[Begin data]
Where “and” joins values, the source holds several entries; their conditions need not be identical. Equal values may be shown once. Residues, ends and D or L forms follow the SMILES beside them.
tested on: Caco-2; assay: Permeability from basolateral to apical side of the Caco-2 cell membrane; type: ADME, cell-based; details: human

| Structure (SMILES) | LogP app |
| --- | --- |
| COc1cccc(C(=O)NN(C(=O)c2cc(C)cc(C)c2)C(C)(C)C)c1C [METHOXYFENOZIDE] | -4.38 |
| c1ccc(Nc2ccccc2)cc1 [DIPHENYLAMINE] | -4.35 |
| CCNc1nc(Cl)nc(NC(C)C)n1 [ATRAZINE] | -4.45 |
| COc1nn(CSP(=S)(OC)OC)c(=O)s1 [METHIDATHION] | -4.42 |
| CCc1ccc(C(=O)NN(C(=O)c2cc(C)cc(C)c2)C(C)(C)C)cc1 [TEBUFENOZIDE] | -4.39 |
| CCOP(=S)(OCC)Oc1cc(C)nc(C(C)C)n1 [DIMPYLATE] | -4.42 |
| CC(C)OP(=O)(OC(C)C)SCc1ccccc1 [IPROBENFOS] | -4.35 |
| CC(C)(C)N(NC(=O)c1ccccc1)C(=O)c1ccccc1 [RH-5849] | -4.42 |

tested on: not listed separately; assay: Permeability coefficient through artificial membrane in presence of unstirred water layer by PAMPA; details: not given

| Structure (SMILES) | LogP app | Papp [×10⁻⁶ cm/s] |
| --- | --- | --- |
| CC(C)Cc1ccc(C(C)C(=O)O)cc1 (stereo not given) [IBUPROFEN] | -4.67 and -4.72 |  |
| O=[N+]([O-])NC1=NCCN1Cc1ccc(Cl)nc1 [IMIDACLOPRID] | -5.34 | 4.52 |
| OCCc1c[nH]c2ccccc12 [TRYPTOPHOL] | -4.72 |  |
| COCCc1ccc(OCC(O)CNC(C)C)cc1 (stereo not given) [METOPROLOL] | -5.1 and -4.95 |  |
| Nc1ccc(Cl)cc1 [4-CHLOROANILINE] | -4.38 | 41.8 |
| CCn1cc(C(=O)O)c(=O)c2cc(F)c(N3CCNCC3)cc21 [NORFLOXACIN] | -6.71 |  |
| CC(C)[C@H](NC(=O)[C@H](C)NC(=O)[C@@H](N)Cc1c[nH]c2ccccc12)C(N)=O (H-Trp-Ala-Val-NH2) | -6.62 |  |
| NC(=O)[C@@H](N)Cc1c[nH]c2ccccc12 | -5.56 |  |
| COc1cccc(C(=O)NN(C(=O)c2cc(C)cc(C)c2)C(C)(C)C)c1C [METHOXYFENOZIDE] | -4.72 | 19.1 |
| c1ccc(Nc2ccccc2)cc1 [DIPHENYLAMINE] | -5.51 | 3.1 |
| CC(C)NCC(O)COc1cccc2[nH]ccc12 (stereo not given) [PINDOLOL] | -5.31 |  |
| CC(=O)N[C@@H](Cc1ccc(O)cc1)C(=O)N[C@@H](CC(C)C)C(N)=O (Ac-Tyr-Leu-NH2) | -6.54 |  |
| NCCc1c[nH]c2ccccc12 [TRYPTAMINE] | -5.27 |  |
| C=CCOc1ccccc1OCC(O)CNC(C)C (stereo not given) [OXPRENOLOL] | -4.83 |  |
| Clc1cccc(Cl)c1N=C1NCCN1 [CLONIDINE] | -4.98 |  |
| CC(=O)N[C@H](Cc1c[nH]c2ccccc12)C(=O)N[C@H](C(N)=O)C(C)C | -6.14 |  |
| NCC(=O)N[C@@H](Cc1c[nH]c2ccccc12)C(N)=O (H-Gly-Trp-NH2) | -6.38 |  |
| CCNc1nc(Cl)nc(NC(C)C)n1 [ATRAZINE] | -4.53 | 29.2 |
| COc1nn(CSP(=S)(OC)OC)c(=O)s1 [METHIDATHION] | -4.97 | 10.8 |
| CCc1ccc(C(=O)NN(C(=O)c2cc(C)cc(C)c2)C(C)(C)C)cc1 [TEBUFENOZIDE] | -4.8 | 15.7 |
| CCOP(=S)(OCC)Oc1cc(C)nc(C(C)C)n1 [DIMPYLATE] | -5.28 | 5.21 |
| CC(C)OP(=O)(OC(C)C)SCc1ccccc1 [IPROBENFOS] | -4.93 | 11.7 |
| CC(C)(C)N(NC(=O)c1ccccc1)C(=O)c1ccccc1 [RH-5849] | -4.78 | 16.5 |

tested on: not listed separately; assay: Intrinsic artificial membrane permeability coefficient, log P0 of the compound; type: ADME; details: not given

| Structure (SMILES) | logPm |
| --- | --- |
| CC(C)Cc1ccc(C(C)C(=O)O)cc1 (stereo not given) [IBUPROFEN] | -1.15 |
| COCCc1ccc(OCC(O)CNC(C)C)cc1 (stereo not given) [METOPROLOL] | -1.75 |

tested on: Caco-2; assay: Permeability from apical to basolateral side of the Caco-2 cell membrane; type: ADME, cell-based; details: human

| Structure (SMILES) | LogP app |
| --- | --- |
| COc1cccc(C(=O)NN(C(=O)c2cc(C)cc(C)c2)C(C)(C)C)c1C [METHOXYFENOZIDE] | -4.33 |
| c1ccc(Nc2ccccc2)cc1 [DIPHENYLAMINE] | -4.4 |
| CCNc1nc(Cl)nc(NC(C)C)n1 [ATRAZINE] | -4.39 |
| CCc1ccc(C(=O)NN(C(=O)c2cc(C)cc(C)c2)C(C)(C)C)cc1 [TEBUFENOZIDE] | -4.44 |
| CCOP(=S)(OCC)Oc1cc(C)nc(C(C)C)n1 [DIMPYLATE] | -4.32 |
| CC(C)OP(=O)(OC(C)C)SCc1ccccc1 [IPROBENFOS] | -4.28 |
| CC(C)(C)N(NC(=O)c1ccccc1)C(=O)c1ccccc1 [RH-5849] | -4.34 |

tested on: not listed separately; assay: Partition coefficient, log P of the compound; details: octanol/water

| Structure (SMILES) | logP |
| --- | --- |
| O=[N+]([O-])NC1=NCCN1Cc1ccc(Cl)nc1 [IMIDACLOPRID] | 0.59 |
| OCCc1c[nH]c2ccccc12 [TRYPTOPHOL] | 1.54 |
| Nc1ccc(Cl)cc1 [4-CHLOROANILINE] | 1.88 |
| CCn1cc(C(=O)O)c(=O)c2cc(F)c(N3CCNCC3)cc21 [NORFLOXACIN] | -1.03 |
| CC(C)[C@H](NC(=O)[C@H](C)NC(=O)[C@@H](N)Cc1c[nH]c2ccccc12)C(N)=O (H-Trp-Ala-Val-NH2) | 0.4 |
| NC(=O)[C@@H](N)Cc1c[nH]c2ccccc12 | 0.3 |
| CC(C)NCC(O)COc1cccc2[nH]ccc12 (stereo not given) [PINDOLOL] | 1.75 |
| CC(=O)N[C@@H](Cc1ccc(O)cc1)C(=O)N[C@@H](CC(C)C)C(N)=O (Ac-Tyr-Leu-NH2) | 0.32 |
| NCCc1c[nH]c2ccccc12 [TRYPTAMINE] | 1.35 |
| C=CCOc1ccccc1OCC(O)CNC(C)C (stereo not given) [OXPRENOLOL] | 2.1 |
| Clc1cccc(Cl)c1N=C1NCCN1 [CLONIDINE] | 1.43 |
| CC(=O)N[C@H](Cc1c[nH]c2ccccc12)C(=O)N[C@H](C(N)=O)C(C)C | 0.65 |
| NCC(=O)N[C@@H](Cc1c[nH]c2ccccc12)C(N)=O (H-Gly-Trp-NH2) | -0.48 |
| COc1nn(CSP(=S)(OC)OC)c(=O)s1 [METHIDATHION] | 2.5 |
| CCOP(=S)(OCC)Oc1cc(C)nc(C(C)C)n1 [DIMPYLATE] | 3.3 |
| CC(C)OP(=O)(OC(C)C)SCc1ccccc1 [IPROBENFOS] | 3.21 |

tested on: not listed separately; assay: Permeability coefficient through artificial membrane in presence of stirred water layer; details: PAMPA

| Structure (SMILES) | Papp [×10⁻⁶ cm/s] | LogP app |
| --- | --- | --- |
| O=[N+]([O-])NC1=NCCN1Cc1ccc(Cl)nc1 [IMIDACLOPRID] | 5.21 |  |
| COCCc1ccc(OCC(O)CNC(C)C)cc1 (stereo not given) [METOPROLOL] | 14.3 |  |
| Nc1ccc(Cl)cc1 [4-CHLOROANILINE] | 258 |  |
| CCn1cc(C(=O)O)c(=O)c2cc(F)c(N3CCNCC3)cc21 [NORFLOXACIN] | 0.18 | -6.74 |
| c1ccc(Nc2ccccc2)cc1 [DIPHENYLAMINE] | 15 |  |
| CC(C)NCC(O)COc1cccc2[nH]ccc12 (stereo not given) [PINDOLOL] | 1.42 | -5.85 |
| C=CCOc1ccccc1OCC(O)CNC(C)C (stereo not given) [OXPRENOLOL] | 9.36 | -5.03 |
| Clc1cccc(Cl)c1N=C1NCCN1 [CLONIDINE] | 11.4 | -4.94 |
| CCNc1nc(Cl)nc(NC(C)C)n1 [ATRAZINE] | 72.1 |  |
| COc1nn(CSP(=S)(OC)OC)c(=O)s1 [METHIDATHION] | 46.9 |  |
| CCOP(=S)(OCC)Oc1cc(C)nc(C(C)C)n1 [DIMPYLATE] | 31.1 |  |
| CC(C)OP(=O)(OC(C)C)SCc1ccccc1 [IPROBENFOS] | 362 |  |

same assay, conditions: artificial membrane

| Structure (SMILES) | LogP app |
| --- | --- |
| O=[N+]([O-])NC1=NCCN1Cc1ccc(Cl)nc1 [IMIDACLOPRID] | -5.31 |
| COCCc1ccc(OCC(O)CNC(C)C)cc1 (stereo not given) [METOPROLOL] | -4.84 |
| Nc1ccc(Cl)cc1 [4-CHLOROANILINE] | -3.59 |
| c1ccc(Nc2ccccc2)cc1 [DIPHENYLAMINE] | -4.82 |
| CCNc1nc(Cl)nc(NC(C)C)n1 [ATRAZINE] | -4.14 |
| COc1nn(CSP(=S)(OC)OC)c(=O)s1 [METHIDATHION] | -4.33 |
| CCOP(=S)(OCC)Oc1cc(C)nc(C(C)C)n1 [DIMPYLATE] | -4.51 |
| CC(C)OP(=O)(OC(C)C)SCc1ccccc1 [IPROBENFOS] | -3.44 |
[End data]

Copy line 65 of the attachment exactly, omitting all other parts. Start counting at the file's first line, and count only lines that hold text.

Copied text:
| NCCc1c[nH]c2ccccc12 [TRYPTAMINE] | 1.35 |